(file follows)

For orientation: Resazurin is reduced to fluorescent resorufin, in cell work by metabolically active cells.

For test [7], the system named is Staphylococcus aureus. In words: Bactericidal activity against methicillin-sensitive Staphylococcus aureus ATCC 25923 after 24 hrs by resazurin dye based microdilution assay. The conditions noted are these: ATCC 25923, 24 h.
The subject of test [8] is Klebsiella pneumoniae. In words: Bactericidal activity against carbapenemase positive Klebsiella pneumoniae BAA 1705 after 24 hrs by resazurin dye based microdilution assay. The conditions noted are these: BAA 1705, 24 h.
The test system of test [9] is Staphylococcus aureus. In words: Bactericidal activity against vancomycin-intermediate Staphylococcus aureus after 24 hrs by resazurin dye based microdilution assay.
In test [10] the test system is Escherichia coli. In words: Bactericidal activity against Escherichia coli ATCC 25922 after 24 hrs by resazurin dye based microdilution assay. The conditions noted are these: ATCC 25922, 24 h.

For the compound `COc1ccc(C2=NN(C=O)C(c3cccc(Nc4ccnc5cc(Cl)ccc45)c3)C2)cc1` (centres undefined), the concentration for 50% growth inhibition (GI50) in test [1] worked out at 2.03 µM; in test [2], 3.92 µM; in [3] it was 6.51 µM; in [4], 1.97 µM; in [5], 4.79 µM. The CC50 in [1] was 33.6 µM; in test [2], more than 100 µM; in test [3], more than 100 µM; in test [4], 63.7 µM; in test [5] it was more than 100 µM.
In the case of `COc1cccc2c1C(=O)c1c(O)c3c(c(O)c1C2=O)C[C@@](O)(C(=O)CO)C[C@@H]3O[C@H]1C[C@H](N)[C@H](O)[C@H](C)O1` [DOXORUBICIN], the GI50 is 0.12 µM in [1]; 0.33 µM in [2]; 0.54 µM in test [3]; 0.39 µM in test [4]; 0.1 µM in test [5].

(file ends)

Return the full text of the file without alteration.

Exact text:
For orientation: Resazurin is reduced to fluorescent resorufin, in cell work by metabolically active cells.

For test [7], the system named is Staphylococcus aureus. In words: Bactericidal activity against methicillin-sensitive Staphylococcus aureus ATCC 25923 after 24 hrs by resazurin dye based microdilution assay. The conditions noted are these: ATCC 25923, 24 h.
The subject of test [8] is Klebsiella pneumoniae. In words: Bactericidal activity against carbapenemase positive Klebsiella pneumoniae BAA 1705 after 24 hrs by resazurin dye based microdilution assay. The conditions noted are these: BAA 1705, 24 h.
The test system of test [9] is Staphylococcus aureus. In words: Bactericidal activity against vancomycin-intermediate Staphylococcus aureus after 24 hrs by resazurin dye based microdilution assay.
In test [10] the test system is Escherichia coli. In words: Bactericidal activity against Escherichia coli ATCC 25922 after 24 hrs by resazurin dye based microdilution assay. The conditions noted are these: ATCC 25922, 24 h.

For the compound `COc1ccc(C2=NN(C=O)C(c3cccc(Nc4ccnc5cc(Cl)ccc45)c3)C2)cc1` (centres undefined), the concentration for 50% growth inhibition (GI50) in test [1] worked out at 2.03 µM; in test [2], 3.92 µM; in [3] it was 6.51 µM; in [4], 1.97 µM; in [5], 4.79 µM. The CC50 in [1] was 33.6 µM; in test [2], more than 100 µM; in test [3], more than 100 µM; in test [4], 63.7 µM; in test [5] it was more than 100 µM.
In the case of `COc1cccc2c1C(=O)c1c(O)c3c(c(O)c1C2=O)C[C@@](O)(C(=O)CO)C[C@@H]3O[C@H]1C[C@H](N)[C@H](O)[C@H](C)O1` [DOXORUBICIN], the GI50 is 0.12 µM in [1]; 0.33 µM in [2]; 0.54 µM in test [3]; 0.39 µM in test [4]; 0.1 µM in test [5].